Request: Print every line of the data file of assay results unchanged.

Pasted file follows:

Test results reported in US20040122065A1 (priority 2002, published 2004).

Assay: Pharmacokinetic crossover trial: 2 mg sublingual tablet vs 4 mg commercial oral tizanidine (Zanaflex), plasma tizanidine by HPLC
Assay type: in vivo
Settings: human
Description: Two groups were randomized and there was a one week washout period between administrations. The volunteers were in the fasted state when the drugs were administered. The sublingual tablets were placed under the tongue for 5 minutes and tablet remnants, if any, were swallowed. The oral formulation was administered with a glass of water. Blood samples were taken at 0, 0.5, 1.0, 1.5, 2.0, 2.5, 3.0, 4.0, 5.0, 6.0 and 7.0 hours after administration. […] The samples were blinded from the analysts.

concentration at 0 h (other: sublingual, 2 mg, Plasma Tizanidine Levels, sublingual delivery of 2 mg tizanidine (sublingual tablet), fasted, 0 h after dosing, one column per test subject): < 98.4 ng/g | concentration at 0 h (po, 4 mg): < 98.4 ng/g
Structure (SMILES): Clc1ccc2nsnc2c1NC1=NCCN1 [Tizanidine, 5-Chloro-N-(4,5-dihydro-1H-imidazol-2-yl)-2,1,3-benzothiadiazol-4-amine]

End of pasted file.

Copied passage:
Test results reported in US20040122065A1 (priority 2002, published 2004).

Assay: Pharmacokinetic crossover trial: 2 mg sublingual tablet vs 4 mg commercial oral tizanidine (Zanaflex), plasma tizanidine by HPLC
Assay type: in vivo
Settings: human
Description: Two groups were randomized and there was a one week washout period between administrations. The volunteers were in the fasted state when the drugs were administered. The sublingual tablets were placed under the tongue for 5 minutes and tablet remnants, if any, were swallowed. The oral formulation was administered with a glass of water. Blood samples were taken at 0, 0.5, 1.0, 1.5, 2.0, 2.5, 3.0, 4.0, 5.0, 6.0 and 7.0 hours after administration. […] The samples were blinded from the analysts.

concentration at 0 h (other: sublingual, 2 mg, Plasma Tizanidine Levels, sublingual delivery of 2 mg tizanidine (sublingual tablet), fasted, 0 h after dosing, one column per test subject): < 98.4 ng/g | concentration at 0 h (po, 4 mg): < 98.4 ng/g
Structure (SMILES): Clc1ccc2nsnc2c1NC1=NCCN1 [Tizanidine, 5-Chloro-N-(4,5-dihydro-1H-imidazol-2-yl)-2,1,3-benzothiadiazol-4-amine]